Corneal topography is a diagnostic test that uses computerized technology to create a detailed map of the surface of the cornea. This test can help diagnose keratoconus by revealing the characteristic cone-shaped deformity of the cornea that is associated with the condition.
During a corneal topography test, the person being tested sits in front of a device called a topographer, which projects a series of concentric rings of light onto the surface of the cornea. The topographer then uses a camera to take multiple images of the cornea from different angles, and the resulting images are used to create a detailed map of the cornea's surface.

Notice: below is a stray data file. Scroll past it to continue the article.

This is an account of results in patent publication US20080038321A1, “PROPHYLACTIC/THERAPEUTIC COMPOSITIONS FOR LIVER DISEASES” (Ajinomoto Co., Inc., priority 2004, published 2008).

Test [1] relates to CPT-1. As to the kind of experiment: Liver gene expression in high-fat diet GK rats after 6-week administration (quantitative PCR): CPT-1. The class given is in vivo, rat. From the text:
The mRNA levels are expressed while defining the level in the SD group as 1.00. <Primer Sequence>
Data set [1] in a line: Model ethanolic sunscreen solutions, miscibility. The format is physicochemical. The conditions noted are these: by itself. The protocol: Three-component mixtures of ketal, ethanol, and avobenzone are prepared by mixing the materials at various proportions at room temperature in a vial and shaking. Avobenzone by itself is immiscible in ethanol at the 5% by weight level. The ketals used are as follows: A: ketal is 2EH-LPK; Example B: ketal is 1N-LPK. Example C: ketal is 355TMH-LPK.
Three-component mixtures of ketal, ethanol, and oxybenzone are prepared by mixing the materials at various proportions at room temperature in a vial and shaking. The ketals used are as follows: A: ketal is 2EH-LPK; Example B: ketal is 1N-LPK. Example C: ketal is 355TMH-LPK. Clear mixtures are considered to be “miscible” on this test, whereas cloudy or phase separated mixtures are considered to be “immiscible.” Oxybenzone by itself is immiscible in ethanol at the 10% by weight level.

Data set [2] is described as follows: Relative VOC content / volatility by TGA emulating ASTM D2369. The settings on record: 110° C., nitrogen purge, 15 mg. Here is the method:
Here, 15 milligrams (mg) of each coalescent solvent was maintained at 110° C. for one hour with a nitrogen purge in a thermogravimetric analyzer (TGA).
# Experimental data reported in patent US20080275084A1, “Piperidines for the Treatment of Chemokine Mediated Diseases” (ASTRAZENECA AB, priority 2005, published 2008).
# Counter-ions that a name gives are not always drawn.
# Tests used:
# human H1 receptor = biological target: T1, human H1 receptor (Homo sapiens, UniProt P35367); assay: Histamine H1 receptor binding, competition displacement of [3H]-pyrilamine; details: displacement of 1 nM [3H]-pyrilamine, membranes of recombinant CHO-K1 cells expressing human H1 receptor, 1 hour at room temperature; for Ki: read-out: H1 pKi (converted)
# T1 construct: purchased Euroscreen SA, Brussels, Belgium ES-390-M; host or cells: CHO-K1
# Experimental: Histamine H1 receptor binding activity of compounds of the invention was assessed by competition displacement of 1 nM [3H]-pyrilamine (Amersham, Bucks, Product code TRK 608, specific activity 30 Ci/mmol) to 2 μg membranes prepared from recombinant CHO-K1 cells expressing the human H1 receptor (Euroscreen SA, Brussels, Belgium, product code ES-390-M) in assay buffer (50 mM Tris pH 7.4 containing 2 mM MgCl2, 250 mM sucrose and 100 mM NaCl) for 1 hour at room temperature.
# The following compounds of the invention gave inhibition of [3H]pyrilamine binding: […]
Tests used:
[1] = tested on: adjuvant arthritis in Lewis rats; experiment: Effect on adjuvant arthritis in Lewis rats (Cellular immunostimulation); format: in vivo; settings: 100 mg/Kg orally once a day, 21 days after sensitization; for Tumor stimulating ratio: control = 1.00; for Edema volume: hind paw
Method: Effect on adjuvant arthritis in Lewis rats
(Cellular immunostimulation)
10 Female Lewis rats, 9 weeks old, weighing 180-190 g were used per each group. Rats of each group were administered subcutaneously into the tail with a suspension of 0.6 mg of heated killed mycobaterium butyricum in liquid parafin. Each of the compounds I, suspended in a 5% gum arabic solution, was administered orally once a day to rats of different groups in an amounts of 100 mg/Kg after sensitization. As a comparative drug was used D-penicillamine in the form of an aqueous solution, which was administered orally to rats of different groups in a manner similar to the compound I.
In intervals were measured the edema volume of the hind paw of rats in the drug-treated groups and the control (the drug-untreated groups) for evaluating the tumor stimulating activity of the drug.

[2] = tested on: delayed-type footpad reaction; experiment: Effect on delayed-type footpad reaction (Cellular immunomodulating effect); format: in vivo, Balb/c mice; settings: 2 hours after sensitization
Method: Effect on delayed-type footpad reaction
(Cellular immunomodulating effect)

In a healthy eye, the cornea has a regular, symmetrical shape that allows light to be focused accurately on the retina, resulting in clear vision. In a person with keratoconus, the cornea is thin and cone-shaped, causing the light entering the eye to be distorted and resulting in blurry and distorted vision.
A corneal topography test can reveal the characteristic cone-shaped deformity of the cornea in a person with keratoconus, providing important diagnostic information to the eye care professional. This information can then be used to develop a personalized treatment plan to help preserve and improve vision in people with keratoconus.